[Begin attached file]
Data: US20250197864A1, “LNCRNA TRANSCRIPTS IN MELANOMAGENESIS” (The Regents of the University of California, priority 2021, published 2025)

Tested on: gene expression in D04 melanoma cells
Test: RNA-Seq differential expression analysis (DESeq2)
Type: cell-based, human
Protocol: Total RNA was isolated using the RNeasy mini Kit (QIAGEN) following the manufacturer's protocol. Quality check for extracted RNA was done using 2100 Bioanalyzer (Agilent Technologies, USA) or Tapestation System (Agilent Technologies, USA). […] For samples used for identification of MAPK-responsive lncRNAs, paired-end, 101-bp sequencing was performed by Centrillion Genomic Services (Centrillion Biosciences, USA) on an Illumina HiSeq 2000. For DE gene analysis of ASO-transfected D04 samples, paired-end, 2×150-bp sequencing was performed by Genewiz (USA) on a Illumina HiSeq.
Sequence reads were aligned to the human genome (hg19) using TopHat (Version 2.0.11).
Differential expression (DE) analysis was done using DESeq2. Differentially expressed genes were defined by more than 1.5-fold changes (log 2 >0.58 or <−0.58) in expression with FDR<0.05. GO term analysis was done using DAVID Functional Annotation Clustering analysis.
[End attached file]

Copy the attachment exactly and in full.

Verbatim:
Data: US20250197864A1, “LNCRNA TRANSCRIPTS IN MELANOMAGENESIS” (The Regents of the University of California, priority 2021, published 2025)

Tested on: gene expression in D04 melanoma cells
Test: RNA-Seq differential expression analysis (DESeq2)
Type: cell-based, human
Protocol: Total RNA was isolated using the RNeasy mini Kit (QIAGEN) following the manufacturer's protocol. Quality check for extracted RNA was done using 2100 Bioanalyzer (Agilent Technologies, USA) or Tapestation System (Agilent Technologies, USA). […] For samples used for identification of MAPK-responsive lncRNAs, paired-end, 101-bp sequencing was performed by Centrillion Genomic Services (Centrillion Biosciences, USA) on an Illumina HiSeq 2000. For DE gene analysis of ASO-transfected D04 samples, paired-end, 2×150-bp sequencing was performed by Genewiz (USA) on a Illumina HiSeq.
Sequence reads were aligned to the human genome (hg19) using TopHat (Version 2.0.11).
Differential expression (DE) analysis was done using DESeq2. Differentially expressed genes were defined by more than 1.5-fold changes (log 2 >0.58 or <−0.58) in expression with FDR<0.05. GO term analysis was done using DAVID Functional Annotation Clustering analysis.